A METRO bus stops in front of a dirty, empty apartment complex near 290 and Bingle in northwest Houston. Some of the doors and windows are boarded up, others are open, inviting drugs, and whoever wants to come in.
Nearby residents and business people have begged the city for several years to tear it down. Stepping out of the bus was a group of politicans. These politicians and business leaders say something will be done about the area.
“We believe that Houston can be a star of revitalization and reform and we’re going to look at federal funds and a partnership with a number of individuals, which would include Steve Francis who has a big heart to make things better.”
That was Congresswoman Sheila Jackson Lee. For non sports fans, Steve Francis is a former member of the Houston Rockets. He and his wife Shelby have a foundation that helps underprivileged youth, and so they joined the politicians and city leaders and wondered what they could do to help.
“It’s good to see that we can make a difference in someone else’s life. Cause we have been blessed.”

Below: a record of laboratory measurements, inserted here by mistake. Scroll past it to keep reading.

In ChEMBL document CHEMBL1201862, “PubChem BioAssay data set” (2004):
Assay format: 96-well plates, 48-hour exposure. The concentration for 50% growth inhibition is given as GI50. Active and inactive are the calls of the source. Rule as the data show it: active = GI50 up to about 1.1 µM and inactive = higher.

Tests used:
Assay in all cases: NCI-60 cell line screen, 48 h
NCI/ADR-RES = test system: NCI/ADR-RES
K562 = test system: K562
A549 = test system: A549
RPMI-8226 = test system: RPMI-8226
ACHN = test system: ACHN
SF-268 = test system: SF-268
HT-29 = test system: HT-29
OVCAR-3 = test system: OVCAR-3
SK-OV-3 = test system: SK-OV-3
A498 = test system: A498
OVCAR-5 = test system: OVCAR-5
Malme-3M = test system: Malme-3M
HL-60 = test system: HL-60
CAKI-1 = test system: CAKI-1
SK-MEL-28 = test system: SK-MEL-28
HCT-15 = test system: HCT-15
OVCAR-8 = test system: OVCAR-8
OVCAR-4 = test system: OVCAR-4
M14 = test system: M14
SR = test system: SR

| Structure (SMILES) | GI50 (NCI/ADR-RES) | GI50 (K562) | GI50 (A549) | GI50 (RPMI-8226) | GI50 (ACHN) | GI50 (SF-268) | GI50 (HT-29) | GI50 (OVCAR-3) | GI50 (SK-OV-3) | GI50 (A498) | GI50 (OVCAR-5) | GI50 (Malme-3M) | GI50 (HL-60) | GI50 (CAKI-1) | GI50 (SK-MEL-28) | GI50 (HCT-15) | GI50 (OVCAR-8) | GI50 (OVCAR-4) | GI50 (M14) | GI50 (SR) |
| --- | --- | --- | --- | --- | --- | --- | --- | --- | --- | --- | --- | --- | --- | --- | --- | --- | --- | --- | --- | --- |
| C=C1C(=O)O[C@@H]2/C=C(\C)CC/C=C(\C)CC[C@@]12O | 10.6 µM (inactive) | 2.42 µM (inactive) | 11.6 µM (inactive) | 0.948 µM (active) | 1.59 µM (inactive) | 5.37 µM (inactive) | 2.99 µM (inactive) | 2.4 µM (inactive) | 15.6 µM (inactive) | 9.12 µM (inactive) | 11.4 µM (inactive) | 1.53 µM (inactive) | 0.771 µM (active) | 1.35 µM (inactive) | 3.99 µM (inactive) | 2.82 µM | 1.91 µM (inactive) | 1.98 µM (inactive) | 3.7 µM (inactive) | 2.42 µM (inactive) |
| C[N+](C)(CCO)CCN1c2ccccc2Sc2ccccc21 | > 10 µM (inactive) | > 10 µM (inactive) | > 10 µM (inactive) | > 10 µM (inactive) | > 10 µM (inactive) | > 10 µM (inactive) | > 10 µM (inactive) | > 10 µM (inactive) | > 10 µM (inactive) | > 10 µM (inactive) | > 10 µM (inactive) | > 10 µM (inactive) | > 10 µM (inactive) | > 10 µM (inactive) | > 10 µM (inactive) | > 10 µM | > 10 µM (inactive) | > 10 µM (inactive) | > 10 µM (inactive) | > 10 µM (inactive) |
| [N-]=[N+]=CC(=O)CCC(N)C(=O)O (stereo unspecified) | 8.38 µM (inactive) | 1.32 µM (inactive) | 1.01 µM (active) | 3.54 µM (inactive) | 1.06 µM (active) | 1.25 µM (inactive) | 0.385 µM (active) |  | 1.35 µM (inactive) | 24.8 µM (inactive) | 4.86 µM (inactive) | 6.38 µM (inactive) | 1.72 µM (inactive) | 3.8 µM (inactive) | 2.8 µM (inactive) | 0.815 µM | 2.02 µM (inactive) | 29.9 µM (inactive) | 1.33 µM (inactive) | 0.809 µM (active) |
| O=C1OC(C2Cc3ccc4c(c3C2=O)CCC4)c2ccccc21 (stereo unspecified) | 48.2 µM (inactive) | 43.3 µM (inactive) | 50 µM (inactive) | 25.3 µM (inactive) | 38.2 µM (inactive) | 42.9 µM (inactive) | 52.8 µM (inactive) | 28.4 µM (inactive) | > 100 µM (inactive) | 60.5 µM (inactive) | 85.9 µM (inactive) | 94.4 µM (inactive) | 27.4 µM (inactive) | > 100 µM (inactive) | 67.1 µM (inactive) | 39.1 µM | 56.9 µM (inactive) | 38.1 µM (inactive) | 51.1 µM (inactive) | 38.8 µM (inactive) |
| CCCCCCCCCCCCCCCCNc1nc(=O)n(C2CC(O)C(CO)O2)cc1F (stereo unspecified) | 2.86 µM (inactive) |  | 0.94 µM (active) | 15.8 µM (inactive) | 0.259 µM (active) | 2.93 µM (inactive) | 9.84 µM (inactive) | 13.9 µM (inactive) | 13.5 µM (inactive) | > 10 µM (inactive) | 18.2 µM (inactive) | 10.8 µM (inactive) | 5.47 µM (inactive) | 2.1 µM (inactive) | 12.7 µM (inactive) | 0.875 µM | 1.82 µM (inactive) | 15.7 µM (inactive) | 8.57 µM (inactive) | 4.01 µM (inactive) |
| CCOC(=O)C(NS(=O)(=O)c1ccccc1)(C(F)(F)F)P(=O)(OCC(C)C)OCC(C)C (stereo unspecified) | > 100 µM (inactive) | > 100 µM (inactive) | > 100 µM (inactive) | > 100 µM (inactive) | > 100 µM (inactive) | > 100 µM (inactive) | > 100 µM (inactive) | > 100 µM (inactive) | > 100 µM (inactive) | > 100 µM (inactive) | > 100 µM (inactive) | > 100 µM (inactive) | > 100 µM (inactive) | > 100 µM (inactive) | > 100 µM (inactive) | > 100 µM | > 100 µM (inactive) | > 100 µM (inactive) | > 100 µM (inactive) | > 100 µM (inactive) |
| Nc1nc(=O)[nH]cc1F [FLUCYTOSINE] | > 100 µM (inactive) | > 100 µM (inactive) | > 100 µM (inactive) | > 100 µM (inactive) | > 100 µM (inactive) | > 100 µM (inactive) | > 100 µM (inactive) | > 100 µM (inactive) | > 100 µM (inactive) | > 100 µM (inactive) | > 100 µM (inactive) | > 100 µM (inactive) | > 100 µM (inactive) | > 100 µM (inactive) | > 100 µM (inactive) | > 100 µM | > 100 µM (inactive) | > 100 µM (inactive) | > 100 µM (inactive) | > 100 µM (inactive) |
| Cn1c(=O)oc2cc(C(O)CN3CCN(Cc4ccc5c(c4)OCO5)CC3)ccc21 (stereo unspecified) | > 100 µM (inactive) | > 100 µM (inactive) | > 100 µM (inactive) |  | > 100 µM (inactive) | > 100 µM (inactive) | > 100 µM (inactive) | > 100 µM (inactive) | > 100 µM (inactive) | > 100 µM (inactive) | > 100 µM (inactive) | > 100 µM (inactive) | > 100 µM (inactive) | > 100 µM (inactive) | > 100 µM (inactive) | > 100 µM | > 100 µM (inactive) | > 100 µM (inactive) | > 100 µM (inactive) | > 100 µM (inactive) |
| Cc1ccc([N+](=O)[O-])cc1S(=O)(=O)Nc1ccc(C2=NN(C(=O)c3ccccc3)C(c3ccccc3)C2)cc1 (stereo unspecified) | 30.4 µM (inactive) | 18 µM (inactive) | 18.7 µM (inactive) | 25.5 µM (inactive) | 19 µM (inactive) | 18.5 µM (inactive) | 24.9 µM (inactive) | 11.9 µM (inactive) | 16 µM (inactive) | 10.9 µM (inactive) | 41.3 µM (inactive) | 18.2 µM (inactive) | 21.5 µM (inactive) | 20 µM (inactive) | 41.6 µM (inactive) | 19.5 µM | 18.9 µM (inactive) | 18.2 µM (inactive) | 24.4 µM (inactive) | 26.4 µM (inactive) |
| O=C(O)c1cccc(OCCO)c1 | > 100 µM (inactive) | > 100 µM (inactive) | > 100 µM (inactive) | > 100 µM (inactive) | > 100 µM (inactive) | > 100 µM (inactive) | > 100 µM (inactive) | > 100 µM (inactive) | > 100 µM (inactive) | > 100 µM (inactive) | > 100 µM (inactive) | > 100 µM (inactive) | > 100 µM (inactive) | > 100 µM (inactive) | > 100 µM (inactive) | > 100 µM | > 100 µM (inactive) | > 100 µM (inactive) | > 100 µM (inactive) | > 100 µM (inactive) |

Wayne Norden is President of a community group that seeks to improve Northwest Houston. He and area residents have been pleading with the city for several years to tear down the Candlewood Trails complex.
“We’ve been working nonstop on this issue of getting this kind of blight out of the community. It takes down the entire neighborhood. It takes down the retail businesses. It damages everything. And the projects that we are talking about now have an opportunity to change the entire mission of what this organization and what this community is going to look like in the future. Instead of being a place of blight, it’s going to be a community of hope.”
The units at Candlewood Trails are actually condominiums with individual owners. The city says the problem has been trying to track down all the various owners and notifying them before they can tear down the facility. State lawmakers changed the law so that the city now only has to send notices to the property owner’s last known address. State representative Sylvester Turner believes the eyesore will come down soon.
“There is a hearing scheduled on this particular property before the court on September 8th. We anticipate the order will be given to demolish this complex, and I believe with the strong support of the city that before the year is out the Candlelight Apartments will be demolished.”
It was Turner who helped get the law changed that makes the demolition possible.